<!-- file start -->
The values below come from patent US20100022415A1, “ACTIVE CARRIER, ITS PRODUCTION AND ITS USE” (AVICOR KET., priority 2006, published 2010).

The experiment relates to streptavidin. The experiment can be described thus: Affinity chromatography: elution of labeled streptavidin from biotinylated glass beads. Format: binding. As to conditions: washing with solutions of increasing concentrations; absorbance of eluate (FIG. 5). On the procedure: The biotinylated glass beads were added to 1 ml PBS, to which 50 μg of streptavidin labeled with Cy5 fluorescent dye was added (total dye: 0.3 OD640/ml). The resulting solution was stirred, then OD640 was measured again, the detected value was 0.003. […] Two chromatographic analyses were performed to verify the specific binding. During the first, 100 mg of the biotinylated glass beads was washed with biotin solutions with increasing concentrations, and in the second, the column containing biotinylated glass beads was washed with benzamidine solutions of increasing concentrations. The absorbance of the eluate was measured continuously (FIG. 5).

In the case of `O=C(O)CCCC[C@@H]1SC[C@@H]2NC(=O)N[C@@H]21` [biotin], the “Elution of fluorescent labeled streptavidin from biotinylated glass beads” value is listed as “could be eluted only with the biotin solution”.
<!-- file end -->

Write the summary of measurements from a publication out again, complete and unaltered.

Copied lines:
The values below come from patent US20100022415A1, “ACTIVE CARRIER, ITS PRODUCTION AND ITS USE” (AVICOR KET., priority 2006, published 2010).

The experiment relates to streptavidin. The experiment can be described thus: Affinity chromatography: elution of labeled streptavidin from biotinylated glass beads. Format: binding. As to conditions: washing with solutions of increasing concentrations; absorbance of eluate (FIG. 5). On the procedure: The biotinylated glass beads were added to 1 ml PBS, to which 50 μg of streptavidin labeled with Cy5 fluorescent dye was added (total dye: 0.3 OD640/ml). The resulting solution was stirred, then OD640 was measured again, the detected value was 0.003. […] Two chromatographic analyses were performed to verify the specific binding. During the first, 100 mg of the biotinylated glass beads was washed with biotin solutions with increasing concentrations, and in the second, the column containing biotinylated glass beads was washed with benzamidine solutions of increasing concentrations. The absorbance of the eluate was measured continuously (FIG. 5).

In the case of `O=C(O)CCCC[C@@H]1SC[C@@H]2NC(=O)N[C@@H]21` [biotin], the “Elution of fluorescent labeled streptavidin from biotinylated glass beads” value is listed as “could be eluted only with the biotin solution”.